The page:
The artificial hill on the former site of Banzer's Cypress Hills Park stands high above even the upper section of Cypress Hills National Cemetery.

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Epaminondas Schwakhammer!

November 20th, 2014



Here's one more shot from the artificial hill that stands on the former site of Banzer's Cypress Hills Park. While researching the park, I discovered that there used to be a Brooklyn neighborhood called Picklesville in the area of East Williamsburg/Bushwick. Some highlights from my subsequent quest for information about Picklesville:

  • A May 30, 1936 Brooklyn Daily Eagle article entitled "A Lot of Bologna, Indeed, Comes Out of Long Island in the Course of a Year—and the Whole World Eats It, Thick or Thin", part of a larger tribute to the industries of Long Island:
    Shortly before the turn of the century, the vicinity of Morgan Ave. and Rock St. was decidedly a rural section. The inhabitants who were mostly of German descent lived in trim bungalows along the tree-lined, level dirt streets. The chief activity of these German farmers was the raising of pickles for nearby metropolitan market, and consequently the neighborhood earned the appropriate if inelegant title of "Picklesville."
  • An October 5, 1883 NY Times article entitled "Two Irate Picklesvillians — True Love Pursuing the Traditional Erratic Course":
    Far over in the wilds of Brooklyn, away from the strife and turmoil of the city, is the little suburb of Picklesville . . . So rural is this place that no cars run through its quiet streets, beer saloons are infrequent, and the belated Picklesvillian going home from his business in the city at 9 o'clock at night discovers no signs of life in the deserted thoroughfares, save as the night-winds convey to his ears the tuneful breathing of the sleeping inhabitants. Even into so quiet a community as this, however, trouble may enter and dissensions lead to seemly squabbles. Within a week a scandal has arisen which has convulsed the entire district of Picklesville.
  • A February 2, 1890 Brooklyn Daily Eagle article entitled "Dogs of War Let Loose — Hostilities Renewed Between Picklesville and Elm Street":
    The casus belli is a question of territorial rights, the boys of Picklesville claiming that Picklesville includes the easterly side of Knickerbocker avenue and the Elm street men claiming that both sides of the street are included in their domain. The armies yesterday, equally matched, numbered about two thousand; the Picklesville forces, two divisions, under command of General John Seid, of 102 Central avenue, aged 17, and the Elm street forces, two divisions, under General Charles Engelhoffer, of 195 Ellery street, aged 11 years. Johnny Schneider, aged 13, commanded the right wing of the Picklesville forces and went early into action, or was rather drawn into it by the capture of all his pickets by Lieutenant Colonel Epaminondas Schwakhammer, aged 13, in command of the Elm street band of skirmishers. . . . General Seid, seeing that Schneider's command was in danger of being cut off and attacked in detail, dispatched his aide de camp, Diedrich Finnegan, with an order to fall back on the sand bank known as the Eagle's Nest, back of the Manhattan Avenue Railroad, beyond Irving avenue. On his way the aide de camp was struck with a tomato can, knocked down, taken prisoner, and the order fell into the hands of the enemy. The result foreseen by General Seid then took place. Schneider's command was cut off and most of them, after a terrible resistance, laid down their arms. While Seid with the main body of his forces was pressing on the cry of "Police" was raised, and the form of Officer John Ruoff looming up in the distance like Gulliver, the Liliputian [sic] armies became instantly a rabble rout.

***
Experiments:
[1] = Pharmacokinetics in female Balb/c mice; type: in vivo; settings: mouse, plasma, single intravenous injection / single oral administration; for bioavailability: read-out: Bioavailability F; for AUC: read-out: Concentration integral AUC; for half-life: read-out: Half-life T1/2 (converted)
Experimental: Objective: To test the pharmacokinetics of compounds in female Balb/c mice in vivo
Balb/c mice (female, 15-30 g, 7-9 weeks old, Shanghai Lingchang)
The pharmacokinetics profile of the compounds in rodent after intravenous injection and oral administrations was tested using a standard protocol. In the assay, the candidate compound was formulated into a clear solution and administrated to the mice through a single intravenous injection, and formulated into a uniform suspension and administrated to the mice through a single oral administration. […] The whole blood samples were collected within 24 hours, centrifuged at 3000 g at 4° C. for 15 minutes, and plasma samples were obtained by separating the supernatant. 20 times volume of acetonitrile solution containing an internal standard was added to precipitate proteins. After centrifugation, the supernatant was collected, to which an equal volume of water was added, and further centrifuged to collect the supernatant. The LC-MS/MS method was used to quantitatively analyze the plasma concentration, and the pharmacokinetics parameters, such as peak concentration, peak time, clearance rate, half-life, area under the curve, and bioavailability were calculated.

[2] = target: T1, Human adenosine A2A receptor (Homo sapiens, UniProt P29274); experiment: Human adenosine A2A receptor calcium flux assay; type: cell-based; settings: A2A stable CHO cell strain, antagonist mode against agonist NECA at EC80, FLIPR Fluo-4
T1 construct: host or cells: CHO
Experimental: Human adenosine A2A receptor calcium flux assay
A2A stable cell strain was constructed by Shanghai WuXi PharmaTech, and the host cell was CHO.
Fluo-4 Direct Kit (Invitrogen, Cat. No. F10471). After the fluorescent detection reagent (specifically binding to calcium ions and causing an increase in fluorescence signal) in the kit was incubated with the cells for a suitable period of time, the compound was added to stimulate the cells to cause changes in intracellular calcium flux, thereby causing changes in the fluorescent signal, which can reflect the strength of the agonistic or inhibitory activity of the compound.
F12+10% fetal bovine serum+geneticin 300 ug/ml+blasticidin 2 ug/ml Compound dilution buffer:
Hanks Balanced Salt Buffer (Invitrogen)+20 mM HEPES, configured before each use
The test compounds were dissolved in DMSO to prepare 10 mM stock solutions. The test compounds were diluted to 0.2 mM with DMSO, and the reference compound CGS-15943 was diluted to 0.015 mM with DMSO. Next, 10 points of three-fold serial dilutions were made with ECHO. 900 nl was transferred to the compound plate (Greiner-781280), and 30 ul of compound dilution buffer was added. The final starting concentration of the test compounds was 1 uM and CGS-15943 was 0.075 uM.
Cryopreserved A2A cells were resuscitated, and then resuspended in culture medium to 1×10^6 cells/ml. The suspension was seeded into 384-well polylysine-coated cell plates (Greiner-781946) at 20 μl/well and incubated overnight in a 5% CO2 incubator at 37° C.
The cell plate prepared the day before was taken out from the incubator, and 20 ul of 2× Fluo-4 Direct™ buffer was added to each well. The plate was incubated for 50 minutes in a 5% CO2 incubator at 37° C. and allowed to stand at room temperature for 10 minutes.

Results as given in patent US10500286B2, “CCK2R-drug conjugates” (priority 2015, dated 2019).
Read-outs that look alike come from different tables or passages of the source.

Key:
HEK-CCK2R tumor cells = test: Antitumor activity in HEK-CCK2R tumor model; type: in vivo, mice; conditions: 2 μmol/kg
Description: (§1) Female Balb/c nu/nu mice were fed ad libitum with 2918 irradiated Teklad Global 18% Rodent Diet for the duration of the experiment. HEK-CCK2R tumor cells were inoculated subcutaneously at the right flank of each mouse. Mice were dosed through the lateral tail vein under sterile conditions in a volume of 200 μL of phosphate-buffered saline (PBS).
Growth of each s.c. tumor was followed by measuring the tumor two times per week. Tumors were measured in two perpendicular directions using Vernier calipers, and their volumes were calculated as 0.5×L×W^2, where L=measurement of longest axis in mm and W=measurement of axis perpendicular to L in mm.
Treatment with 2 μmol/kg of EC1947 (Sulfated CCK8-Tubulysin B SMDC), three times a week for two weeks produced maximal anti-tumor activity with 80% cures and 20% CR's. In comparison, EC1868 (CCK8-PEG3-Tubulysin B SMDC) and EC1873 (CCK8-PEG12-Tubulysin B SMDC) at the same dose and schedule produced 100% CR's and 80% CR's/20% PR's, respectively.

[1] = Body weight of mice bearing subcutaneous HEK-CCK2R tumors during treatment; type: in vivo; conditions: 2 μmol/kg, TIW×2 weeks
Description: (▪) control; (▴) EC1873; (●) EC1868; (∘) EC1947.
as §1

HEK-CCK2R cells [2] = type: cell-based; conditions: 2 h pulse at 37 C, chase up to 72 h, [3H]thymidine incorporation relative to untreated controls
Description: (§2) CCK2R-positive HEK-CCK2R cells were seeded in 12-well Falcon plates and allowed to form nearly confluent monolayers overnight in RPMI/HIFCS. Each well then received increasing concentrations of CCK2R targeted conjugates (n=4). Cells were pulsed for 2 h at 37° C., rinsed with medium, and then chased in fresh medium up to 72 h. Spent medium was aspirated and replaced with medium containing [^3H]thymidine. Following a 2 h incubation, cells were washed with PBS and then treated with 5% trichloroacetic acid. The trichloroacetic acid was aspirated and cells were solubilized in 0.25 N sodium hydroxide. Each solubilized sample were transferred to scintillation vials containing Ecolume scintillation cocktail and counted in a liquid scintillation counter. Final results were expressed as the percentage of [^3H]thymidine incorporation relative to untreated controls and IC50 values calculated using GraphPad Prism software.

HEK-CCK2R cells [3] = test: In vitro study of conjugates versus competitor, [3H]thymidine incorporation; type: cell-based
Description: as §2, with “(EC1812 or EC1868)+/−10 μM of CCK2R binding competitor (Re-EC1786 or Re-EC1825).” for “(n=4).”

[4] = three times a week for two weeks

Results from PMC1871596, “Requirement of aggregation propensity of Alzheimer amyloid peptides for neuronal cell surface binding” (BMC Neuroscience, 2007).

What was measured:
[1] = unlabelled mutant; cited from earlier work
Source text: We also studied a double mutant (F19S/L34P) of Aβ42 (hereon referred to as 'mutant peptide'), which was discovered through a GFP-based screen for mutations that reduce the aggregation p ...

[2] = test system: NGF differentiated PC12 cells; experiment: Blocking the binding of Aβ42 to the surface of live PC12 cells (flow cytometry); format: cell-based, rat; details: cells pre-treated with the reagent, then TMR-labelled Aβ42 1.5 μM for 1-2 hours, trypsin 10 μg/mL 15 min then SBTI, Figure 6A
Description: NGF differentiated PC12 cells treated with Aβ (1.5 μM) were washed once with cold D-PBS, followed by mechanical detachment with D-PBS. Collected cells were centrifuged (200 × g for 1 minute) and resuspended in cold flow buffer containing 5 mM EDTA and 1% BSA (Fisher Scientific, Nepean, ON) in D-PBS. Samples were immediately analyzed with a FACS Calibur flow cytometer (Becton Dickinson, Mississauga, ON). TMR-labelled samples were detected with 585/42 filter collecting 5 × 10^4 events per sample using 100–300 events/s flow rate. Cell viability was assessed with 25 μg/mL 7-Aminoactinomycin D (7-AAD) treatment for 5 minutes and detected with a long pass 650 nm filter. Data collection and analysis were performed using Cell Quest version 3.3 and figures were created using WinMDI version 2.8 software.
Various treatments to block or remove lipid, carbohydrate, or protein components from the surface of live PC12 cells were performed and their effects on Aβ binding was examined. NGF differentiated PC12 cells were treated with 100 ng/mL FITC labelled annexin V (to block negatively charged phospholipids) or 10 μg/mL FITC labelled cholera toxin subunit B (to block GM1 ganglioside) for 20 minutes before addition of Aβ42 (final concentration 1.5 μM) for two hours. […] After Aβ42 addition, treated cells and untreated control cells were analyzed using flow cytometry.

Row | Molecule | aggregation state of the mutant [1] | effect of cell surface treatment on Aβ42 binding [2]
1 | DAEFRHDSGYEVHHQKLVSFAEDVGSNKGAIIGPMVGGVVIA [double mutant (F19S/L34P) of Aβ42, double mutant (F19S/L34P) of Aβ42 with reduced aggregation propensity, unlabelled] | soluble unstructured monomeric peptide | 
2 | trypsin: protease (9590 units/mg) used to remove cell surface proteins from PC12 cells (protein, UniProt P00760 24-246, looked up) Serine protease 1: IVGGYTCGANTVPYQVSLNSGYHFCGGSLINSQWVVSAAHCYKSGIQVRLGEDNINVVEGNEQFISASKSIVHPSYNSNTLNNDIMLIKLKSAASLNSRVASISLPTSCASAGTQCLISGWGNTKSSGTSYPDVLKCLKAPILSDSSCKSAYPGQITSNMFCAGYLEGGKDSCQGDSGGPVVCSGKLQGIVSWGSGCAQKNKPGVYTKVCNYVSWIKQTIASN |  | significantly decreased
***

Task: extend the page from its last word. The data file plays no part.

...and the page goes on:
• A December 22, 1890 Brooklyn Daily Eagle article entitled "War on the City Frontier — It Is Brought to a Close by the Intervention of a Third Power":
    The war has been a protracted one, dating back over a year, the casus belli being the north side of Knickerbocker avenue . . . The contending forces came within sight of each other on Knickerbocker avenue, between Starr street and DeKalb avenue. The Picklesvillers, halting, were addressed by General Sauerbrod from the roof of a grocery coal bin. He said: